How multifactor authentication can play a role in the cybersecurity national action plan
May 3, 2016
In February 2016, the White House announced the Cybersecurity National Action Plan, which aims to increase federal cybersecurity funding by more than a third to over $19 billion. One of the key components of the plan was a partnership with the National Cyber Security Alliance called the “National Cybersecurity Awareness Campaign” that will focus on educating consumers and federal employees about how to protect themselves through multifactor authentication.
In an editorial in The Wall Street Journal, President Obama stated, “We’re launching a new national awareness campaign to raise awareness of cyber threats and encourage more Americans to move beyond passwords—adding an extra layer of security like a fingerprint or codes sent to your cell phone.”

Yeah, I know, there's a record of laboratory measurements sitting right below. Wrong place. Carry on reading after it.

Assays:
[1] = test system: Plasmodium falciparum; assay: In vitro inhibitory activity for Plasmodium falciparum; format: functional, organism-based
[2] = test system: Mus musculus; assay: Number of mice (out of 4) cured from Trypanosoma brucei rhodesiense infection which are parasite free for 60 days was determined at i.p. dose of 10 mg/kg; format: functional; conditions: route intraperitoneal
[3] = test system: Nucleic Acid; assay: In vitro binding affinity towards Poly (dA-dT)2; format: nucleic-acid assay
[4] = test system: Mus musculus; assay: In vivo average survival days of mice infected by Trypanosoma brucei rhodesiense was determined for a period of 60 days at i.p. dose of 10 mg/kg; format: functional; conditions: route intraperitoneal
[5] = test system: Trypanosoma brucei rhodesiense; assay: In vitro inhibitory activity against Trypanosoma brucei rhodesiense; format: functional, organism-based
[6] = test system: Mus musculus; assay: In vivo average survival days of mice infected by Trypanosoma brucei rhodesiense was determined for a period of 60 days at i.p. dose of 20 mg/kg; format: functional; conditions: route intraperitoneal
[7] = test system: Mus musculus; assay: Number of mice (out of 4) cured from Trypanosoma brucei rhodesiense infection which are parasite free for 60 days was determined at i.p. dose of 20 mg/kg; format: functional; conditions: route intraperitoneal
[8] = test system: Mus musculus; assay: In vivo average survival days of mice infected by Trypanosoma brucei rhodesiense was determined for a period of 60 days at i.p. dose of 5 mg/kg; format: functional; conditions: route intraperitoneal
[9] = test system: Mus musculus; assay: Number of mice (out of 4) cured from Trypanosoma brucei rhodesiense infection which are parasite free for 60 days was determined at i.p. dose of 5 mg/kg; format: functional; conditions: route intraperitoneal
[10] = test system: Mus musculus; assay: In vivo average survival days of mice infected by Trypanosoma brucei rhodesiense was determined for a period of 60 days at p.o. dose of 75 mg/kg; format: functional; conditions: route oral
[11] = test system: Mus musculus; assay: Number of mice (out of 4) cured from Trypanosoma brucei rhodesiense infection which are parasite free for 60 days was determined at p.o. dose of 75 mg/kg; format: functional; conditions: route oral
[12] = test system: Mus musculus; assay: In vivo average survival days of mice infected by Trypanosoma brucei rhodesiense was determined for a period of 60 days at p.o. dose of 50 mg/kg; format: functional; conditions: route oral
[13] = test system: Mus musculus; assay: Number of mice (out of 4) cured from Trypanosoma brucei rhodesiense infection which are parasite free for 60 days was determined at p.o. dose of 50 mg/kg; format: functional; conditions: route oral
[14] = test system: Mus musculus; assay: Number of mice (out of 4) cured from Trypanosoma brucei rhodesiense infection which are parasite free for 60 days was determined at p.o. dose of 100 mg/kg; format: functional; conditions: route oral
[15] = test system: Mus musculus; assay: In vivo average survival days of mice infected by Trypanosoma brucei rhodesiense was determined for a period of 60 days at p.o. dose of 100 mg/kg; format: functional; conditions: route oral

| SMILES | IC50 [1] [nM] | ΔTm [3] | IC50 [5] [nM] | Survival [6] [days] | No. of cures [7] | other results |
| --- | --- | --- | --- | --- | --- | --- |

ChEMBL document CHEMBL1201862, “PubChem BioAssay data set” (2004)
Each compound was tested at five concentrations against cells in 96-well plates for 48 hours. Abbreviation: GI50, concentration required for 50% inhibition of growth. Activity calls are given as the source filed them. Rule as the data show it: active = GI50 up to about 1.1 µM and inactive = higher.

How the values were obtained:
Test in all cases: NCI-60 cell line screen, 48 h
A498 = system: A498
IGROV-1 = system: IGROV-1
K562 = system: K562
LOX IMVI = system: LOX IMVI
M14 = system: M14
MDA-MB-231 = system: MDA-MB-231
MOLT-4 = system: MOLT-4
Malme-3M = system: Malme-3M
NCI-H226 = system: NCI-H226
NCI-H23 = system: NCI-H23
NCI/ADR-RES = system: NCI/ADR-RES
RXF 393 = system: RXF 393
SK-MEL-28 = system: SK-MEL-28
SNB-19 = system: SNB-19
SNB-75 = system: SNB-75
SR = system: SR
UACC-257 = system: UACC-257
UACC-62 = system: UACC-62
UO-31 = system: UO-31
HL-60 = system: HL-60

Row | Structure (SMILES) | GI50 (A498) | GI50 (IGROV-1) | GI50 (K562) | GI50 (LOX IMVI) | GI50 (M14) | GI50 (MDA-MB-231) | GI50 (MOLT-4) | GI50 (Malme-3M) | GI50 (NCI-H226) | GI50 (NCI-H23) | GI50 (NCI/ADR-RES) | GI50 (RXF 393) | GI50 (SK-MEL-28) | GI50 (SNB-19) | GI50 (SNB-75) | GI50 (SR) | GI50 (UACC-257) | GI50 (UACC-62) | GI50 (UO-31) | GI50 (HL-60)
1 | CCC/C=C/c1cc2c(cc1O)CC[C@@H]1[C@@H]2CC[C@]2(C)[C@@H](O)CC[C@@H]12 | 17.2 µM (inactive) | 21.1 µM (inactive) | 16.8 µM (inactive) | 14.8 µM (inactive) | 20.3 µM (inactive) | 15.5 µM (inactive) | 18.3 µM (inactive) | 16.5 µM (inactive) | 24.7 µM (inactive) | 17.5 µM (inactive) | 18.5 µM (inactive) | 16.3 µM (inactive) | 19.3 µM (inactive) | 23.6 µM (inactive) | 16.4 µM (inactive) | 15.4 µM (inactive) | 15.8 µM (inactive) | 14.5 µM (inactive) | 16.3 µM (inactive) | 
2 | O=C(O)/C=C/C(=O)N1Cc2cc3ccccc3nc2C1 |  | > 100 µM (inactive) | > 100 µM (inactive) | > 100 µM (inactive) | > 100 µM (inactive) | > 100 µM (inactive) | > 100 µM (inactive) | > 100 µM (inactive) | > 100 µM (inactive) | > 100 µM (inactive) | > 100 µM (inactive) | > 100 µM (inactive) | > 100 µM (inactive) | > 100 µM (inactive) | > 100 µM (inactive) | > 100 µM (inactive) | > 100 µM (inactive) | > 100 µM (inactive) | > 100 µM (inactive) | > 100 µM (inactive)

A major part of this initiative will include changes to how the federal government will take steps to safeguard personal data in online transactions between citizens and the government through multifactor authentication and identity proofing to reduce reliance on Social Security numbers as an identifier of citizens.
Here are three significant ways the government can integrate multifactor authentication into their activities surrounding the Cybersecurity National Action Plan: